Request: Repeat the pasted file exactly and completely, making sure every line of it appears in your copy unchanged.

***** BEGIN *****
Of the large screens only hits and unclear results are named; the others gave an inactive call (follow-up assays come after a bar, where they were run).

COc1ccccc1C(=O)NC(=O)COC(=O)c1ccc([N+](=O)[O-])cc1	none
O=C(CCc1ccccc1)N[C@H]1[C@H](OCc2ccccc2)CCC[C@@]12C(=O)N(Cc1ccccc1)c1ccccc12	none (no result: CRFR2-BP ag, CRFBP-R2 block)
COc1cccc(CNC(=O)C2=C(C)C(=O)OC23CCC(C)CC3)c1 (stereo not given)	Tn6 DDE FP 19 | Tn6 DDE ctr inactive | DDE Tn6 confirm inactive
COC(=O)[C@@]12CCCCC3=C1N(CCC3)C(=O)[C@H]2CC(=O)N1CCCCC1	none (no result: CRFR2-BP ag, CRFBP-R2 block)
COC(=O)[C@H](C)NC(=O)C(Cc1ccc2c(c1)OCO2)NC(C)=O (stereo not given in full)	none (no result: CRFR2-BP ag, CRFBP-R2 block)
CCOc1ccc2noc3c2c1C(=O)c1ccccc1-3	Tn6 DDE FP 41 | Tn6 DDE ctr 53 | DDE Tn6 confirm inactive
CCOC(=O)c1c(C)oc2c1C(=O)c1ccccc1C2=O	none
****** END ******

Of the large screens only hits and unclear results are named; the others gave an inactive call (follow-up assays come after a bar, where they were run).

COc1ccccc1C(=O)NC(=O)COC(=O)c1ccc([N+](=O)[O-])cc1	none
O=C(CCc1ccccc1)N[C@H]1[C@H](OCc2ccccc2)CCC[C@@]12C(=O)N(Cc1ccccc1)c1ccccc12	none (no result: CRFR2-BP ag, CRFBP-R2 block)
COc1cccc(CNC(=O)C2=C(C)C(=O)OC23CCC(C)CC3)c1 (stereo not given)	Tn6 DDE FP 19 | Tn6 DDE ctr inactive | DDE Tn6 confirm inactive
COC(=O)[C@@]12CCCCC3=C1N(CCC3)C(=O)[C@H]2CC(=O)N1CCCCC1	none (no result: CRFR2-BP ag, CRFBP-R2 block)
COC(=O)[C@H](C)NC(=O)C(Cc1ccc2c(c1)OCO2)NC(C)=O (stereo not given in full)	none (no result: CRFR2-BP ag, CRFBP-R2 block)
CCOc1ccc2noc3c2c1C(=O)c1ccccc1-3	Tn6 DDE FP 41 | Tn6 DDE ctr 53 | DDE Tn6 confirm inactive
CCOC(=O)c1c(C)oc2c1C(=O)c1ccccc1C2=O	none